Friday, June 27, 2008

WALL•E Review

(NOTE: No Spoilers, read with confidence)

What does it feel like to know you are watching a masterwork unfold before you while you are experiencing it?

Well, in the movies, it happens like this. Your senses are heightened because your interest is piqued and you are leaning forward, with eyes as wide and sparkly as hubcaps, intently gathering as much info about what is happening before you because you don't want to miss a single frame of information, or the tiniest moment of humor, beauty and wonderment. You are transfixed, yet transported. You are emotionally invested in the story and characters and your eyes have welled up.

You continue watching and it dawns on you what you are witnessing. A masterpiece. You are watching a masterpiece and its name is WALL•E.

WALL•E portrays the adventures of a solitary robot who exists on earth, 700 years into the future. WALL•E is an acronym for Waste Allocation Load Lifter - Earth class and is a robot trash compactor. He diligently does what he is meant to do, stacking his cubes of compacted waste as per his programming. As the movie itself progresses, WALL•E is revealed to be resourceful, curious and lonely, having a special appreciation for a cheery, happier time filled with color, music, dance and, above all, love.

We follow WALL•E's adventures on and off earth in what is at once a carefully crafted love story and an equally adept cautionary parable. It's told in the best and most clever use of cinematic language with sound and sight holding equal importance. Its messages run so very deep and heartfelt that they almost become tangible. Our protagonist WALL•E is technology which represents the best of humanity - our determination, love, and caring, surrounded by the worst of humanity - our disrespect for the environment as evidenced by mountains and spires of trash, the detritus of our culture.

Attention Must Be Paid

From its expository epic scenes of WALL•E's world, to outer space to its compelling poignant conclusion, this is not a movie during which you can get up and go visit the snack bar or the bathroom and expect to pick up where you left off without missing anything significant. Please, don't rob yourself of the experience. Before you settle in, take care of your personal business and concentrate on this movie which deserves your attention.

You'll be rewarded with refreshing storytelling choices; non-English cues throughout which demand viewer participation. You'll quickly learn to recognize these actions and sounds and react accordingly - much like audiences did when Buster Keaton, Charlie Chaplin, Lillian Gish and Gloria Swanson were in their prime. Pay attention. It's all there for you. Loaded with action and especially heart, the payoff is abundant. Despite the robot at its center, WALL•E has more pathos, feeling and achingly true emotion than many a live action movie. In fact, you may find yourself heavily invested and by movie's end, touched to your core.

WALL•E is not only special, but daring. There are camera 'mistakes' in zooming and framing, intentionally made to give the film a documentary, immediate texture. Relying on mostly sight, brilliant sound effects (designed by the ultra-talented Ben Burtt), and music (thanks to composer and conductor Thomas Newman who provided the original score) audiences can identify with characters and follow key plot points. This is no easy undertaking considering the assumption is that audiences want their information spoon fed and dumbed down, being told how to think and feel. But WALL•E presents its information in an exacting and precise manner.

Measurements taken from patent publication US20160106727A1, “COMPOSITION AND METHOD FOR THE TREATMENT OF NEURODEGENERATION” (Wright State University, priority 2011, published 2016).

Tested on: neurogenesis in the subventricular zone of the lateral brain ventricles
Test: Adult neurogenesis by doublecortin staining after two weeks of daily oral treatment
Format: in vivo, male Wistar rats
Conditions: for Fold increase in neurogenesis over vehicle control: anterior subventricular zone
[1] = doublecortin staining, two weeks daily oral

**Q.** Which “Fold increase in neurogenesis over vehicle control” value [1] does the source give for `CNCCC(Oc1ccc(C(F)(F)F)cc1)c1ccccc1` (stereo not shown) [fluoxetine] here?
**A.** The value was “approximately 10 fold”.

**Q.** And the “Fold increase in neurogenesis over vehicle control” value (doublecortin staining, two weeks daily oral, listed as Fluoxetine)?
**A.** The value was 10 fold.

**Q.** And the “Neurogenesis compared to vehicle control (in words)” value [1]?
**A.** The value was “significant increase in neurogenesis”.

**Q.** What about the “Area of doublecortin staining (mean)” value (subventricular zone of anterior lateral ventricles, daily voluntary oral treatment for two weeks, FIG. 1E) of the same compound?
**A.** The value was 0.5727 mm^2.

Throughout, there are many moments of sheer spectacle and graphic richness. Midway through WALL•E, I was struck by the beauty of a carefully choreographed sequence in which two of its main characters are so artfully propelled through space creating a pas de deux which together with lush music, was awe inspiring, beautiful, graceful and moving. Plus, it furthered character and plot development. Even adding humor. Masterful and terrific.

Can I Continue To Gush For A Moment?

How lucky we are to live in a time when technological advances have come to a point where artists like Andrew Stanton (WALL•E, Finding Nemo), Brad Bird (Ratatouille), John Lasseter (Toy Story, Cars) and a host of others can see their concepts come to such fruition! We the movie going public are lucky to have Pixar in our lives. They value the art of the animated film such that in their efforts to develop interesting characters, wondrously beautiful background artwork, and groundbreaking storytelling aesthetics - elevate the genre. No other studio can touch them. Not Disney. Not Dreamworks. None of them. They are above the stratosphere while the others are standing on Everest, looking up and wondering where Pixar is. For sure, Pixar aims high and simply operates in its own league. They're driven by their own demand for excellence, which upon execution, self-propels them to seek out even more creative solutions for their next project, which inevitably leads them to their next excellent outcome.

Go See It Now (after you finish reading this)

I loved this film. It is wonderful. It is artfully done. WALL•E's gorgeous, hyper-realistic, visual richness demands repeat viewings. The film speaks to viewers of all generations with messages of finding one's life purpose, of perseverance despite the odds, of the value of cultivating natural curiosity, of never losing hope, of respecting the earth, of the dangers of blind, mass consumerism, of celebrating life and love, of clever use of your own resources, of a rejection of laziness - are timeless. It is not like any animated film which has come before it. It's technically brilliant and sophisticated but more importantly, it will grab your heart and quite possibly, move you. Go see it.

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